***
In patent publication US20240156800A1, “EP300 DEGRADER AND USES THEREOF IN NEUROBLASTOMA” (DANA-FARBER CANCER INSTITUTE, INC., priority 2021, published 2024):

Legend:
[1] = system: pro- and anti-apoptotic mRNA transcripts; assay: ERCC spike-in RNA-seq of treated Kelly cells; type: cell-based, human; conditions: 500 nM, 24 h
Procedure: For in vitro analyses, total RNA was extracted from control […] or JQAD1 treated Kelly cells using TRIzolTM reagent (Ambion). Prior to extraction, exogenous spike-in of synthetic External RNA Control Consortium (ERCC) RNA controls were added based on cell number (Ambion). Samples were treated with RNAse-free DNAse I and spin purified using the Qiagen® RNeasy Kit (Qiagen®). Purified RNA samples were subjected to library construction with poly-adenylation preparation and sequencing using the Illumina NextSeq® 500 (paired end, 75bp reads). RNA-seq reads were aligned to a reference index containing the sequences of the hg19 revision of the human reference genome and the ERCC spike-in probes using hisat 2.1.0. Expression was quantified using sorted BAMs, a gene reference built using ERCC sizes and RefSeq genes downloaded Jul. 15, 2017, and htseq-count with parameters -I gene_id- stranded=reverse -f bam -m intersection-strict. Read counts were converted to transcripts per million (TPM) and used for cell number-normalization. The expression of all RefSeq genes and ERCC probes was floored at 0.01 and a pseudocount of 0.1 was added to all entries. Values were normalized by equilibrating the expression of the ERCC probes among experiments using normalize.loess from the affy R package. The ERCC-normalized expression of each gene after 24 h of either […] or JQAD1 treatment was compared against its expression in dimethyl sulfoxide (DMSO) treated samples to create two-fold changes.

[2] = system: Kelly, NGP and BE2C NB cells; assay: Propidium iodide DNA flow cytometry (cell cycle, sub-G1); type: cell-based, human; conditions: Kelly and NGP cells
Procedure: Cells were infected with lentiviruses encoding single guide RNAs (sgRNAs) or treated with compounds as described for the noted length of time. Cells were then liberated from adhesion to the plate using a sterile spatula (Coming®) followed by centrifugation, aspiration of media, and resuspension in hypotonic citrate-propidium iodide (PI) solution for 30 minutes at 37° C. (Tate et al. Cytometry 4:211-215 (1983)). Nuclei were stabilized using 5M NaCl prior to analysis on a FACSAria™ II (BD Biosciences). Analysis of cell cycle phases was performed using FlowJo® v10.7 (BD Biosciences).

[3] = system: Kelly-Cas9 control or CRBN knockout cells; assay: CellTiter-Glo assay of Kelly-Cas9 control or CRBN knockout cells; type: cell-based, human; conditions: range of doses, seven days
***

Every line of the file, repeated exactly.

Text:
In patent publication US20240156800A1, “EP300 DEGRADER AND USES THEREOF IN NEUROBLASTOMA” (DANA-FARBER CANCER INSTITUTE, INC., priority 2021, published 2024):

Legend:
[1] = system: pro- and anti-apoptotic mRNA transcripts; assay: ERCC spike-in RNA-seq of treated Kelly cells; type: cell-based, human; conditions: 500 nM, 24 h
Procedure: For in vitro analyses, total RNA was extracted from control […] or JQAD1 treated Kelly cells using TRIzolTM reagent (Ambion). Prior to extraction, exogenous spike-in of synthetic External RNA Control Consortium (ERCC) RNA controls were added based on cell number (Ambion). Samples were treated with RNAse-free DNAse I and spin purified using the Qiagen® RNeasy Kit (Qiagen®). Purified RNA samples were subjected to library construction with poly-adenylation preparation and sequencing using the Illumina NextSeq® 500 (paired end, 75bp reads). RNA-seq reads were aligned to a reference index containing the sequences of the hg19 revision of the human reference genome and the ERCC spike-in probes using hisat 2.1.0. Expression was quantified using sorted BAMs, a gene reference built using ERCC sizes and RefSeq genes downloaded Jul. 15, 2017, and htseq-count with parameters -I gene_id- stranded=reverse -f bam -m intersection-strict. Read counts were converted to transcripts per million (TPM) and used for cell number-normalization. The expression of all RefSeq genes and ERCC probes was floored at 0.01 and a pseudocount of 0.1 was added to all entries. Values were normalized by equilibrating the expression of the ERCC probes among experiments using normalize.loess from the affy R package. The ERCC-normalized expression of each gene after 24 h of either […] or JQAD1 treatment was compared against its expression in dimethyl sulfoxide (DMSO) treated samples to create two-fold changes.

[2] = system: Kelly, NGP and BE2C NB cells; assay: Propidium iodide DNA flow cytometry (cell cycle, sub-G1); type: cell-based, human; conditions: Kelly and NGP cells
Procedure: Cells were infected with lentiviruses encoding single guide RNAs (sgRNAs) or treated with compounds as described for the noted length of time. Cells were then liberated from adhesion to the plate using a sterile spatula (Coming®) followed by centrifugation, aspiration of media, and resuspension in hypotonic citrate-propidium iodide (PI) solution for 30 minutes at 37° C. (Tate et al. Cytometry 4:211-215 (1983)). Nuclei were stabilized using 5M NaCl prior to analysis on a FACSAria™ II (BD Biosciences). Analysis of cell cycle phases was performed using FlowJo® v10.7 (BD Biosciences).

[3] = system: Kelly-Cas9 control or CRBN knockout cells; assay: CellTiter-Glo assay of Kelly-Cas9 control or CRBN knockout cells; type: cell-based, human; conditions: range of doses, seven days